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I am trying to predict crimes (san francisco) using machine learning algorithms. It is a multi class classification problem with unbalanced data.

I took sample of data ranging from years 2010 to 2015 with 10 crimes (10 classes with varying distribution). I kept data from 2010 to 2014 for training and 2015 for testing.

Since it is unbalanced I did under sampling on majority class and over sampling on almost five minority classes in my training set. I used random forest as my primary algorithm.

I tried to predict test set with my model. My test set is still unbalanced but I get poor accuracy. I also tried adaboost and multinomial logistic regression, but to no use.

I did 10-fold stratified sampling on the training set. I got good accuracy but it is of no use, since I duplicated the minority classes as the process of over sampling.

I also tried log-loss, f1_score (weighted, micro and macro) as my performance metrics, but I didn't get a satisfying result.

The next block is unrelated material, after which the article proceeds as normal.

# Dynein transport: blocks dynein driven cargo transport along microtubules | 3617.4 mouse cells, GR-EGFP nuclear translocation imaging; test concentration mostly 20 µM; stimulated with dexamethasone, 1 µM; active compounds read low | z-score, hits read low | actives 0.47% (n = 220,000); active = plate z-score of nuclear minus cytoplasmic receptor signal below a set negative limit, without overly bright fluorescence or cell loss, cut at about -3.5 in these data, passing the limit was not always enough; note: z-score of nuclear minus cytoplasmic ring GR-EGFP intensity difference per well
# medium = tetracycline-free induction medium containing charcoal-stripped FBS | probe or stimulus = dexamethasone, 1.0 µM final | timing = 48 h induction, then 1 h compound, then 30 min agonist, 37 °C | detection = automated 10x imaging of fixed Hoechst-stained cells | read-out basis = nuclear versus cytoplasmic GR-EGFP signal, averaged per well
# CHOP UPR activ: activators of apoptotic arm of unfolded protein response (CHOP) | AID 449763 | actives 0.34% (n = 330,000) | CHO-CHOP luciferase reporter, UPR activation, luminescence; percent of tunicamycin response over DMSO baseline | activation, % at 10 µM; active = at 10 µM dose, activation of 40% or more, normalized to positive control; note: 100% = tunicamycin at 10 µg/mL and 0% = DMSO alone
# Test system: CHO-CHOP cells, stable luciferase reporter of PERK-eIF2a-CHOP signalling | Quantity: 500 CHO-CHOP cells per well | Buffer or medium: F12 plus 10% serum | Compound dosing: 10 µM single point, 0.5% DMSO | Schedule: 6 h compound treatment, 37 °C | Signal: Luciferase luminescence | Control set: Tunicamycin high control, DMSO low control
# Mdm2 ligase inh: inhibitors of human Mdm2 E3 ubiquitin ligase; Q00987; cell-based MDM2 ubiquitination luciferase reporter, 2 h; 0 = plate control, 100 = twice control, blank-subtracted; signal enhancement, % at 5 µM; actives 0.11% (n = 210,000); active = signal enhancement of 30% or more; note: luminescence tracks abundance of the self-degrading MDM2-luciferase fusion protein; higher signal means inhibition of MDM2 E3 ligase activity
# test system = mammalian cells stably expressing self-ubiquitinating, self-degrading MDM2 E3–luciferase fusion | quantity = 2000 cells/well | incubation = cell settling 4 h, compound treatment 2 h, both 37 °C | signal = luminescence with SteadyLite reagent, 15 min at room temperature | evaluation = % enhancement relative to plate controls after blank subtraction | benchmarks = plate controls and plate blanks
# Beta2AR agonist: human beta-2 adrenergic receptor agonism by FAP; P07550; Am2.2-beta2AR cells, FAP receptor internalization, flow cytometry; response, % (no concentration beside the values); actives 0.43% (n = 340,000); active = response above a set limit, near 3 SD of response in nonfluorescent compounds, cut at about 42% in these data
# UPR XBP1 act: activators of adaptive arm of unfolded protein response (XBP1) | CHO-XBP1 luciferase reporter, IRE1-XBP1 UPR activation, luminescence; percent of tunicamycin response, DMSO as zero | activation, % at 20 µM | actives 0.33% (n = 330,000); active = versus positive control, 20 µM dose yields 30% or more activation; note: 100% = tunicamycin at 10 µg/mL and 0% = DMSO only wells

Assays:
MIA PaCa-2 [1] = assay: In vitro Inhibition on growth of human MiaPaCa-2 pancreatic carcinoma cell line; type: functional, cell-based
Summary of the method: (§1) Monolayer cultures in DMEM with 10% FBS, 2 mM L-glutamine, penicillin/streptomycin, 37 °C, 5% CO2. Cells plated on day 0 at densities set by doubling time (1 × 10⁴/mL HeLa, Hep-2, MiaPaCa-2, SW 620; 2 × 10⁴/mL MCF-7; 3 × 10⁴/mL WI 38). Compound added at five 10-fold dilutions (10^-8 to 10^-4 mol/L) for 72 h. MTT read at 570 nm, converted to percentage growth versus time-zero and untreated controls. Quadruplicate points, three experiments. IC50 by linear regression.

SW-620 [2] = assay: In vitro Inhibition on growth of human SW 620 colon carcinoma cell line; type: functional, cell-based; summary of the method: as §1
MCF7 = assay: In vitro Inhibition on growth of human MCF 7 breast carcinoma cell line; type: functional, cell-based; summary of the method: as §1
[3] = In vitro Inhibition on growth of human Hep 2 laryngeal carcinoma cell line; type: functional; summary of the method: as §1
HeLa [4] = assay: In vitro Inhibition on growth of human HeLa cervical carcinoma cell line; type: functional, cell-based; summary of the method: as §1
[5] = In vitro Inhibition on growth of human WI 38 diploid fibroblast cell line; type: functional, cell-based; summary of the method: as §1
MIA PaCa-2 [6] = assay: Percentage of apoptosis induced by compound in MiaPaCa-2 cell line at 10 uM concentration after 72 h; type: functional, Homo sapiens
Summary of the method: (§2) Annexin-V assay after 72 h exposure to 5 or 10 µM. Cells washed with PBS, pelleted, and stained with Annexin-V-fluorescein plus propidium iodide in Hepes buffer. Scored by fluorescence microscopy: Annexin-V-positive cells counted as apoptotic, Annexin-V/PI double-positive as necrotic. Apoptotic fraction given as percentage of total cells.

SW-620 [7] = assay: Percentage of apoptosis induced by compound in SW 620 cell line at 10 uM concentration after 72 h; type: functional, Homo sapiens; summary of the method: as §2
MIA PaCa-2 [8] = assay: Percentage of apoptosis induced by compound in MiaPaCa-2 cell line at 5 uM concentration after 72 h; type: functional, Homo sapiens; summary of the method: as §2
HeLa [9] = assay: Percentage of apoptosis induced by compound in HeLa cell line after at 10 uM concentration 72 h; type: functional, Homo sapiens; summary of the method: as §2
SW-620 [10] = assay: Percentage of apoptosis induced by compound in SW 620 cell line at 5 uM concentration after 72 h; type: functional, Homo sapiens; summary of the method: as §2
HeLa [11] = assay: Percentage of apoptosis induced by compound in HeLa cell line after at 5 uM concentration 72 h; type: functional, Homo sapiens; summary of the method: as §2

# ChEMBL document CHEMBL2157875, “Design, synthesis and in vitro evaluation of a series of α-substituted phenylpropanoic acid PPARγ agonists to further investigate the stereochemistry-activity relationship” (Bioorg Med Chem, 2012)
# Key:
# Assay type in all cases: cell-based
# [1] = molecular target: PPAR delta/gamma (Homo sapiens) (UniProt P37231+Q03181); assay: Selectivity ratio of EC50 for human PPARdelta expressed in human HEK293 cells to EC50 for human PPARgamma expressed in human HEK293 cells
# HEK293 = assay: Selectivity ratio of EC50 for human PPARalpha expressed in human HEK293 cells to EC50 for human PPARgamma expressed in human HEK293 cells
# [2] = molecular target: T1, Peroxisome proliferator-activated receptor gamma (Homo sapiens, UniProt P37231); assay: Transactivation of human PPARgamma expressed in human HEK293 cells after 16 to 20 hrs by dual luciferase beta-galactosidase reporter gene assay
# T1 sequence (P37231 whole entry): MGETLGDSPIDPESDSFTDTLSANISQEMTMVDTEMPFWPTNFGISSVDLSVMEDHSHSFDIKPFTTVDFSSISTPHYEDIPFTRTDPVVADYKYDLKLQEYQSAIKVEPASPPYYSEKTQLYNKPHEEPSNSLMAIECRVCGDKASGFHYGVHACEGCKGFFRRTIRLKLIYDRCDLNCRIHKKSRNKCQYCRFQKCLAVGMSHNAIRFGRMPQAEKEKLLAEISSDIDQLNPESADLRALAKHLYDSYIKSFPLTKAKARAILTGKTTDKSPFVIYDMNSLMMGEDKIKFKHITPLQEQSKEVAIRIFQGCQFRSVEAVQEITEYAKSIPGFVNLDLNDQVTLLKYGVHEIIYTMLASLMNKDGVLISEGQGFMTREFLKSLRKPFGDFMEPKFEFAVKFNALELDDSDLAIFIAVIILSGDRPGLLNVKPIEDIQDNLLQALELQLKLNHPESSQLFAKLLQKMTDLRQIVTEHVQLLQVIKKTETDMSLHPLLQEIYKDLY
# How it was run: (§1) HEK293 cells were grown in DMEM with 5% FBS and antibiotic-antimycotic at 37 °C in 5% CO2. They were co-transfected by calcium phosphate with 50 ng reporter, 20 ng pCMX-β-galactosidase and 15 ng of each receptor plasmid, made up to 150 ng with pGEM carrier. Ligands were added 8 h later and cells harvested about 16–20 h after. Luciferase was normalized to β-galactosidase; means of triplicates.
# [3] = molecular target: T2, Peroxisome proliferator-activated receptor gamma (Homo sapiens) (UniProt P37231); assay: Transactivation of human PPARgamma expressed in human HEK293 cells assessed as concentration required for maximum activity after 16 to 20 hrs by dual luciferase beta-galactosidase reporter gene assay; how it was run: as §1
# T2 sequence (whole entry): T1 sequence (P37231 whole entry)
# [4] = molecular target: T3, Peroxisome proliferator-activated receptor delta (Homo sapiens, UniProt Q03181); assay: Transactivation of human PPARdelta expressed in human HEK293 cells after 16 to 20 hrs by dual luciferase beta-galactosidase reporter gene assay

Question: How can I proceed further? What else can I try?

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The following tactics may be useful:

  • Different Algorithms: Decision trees often perform well on imbalanced datasets. The splitting rules that look at the class variable used in the creation of the trees, can force both classes to be addressed. You can try a few popular decision tree algorithms like C4.5, C5.0, CART, and Random Forest.
  • Generating Synthetic Samples: A simple way to generate synthetic samples is to randomly sample the attributes from instances in the minority class.

    You could sample them empirically within your dataset or you could use a method like Naive Bayes that can sample each attribute independently when run in reverse. You will have more and different data, but the non-linear relationships between the attributes may not be preserved.

    You can try the SMOTE (Synthetic Minority Over-sampling Technique) algorithm to increase the amount of the samples in the minority class with an oversampling method.

  • Different Perspective: Actually, there are fields of study dedicated to imbalanced datasets. For example, you might like to consider are anomaly detection and change detection instead of classification.

  • Performance Metrics: Accuracy is not the true metric to use when working with an imbalanced dataset. Following performance measures that can give more insight into the accuracy of the model than traditional metrics: confusion matrix, precision, recall, f-score, Kappa (or Cohen's Kappa), and ROC curves.

You can find more at 8 Tactics to Combat Imbalanced Classes in Your Machine Learning Dataset

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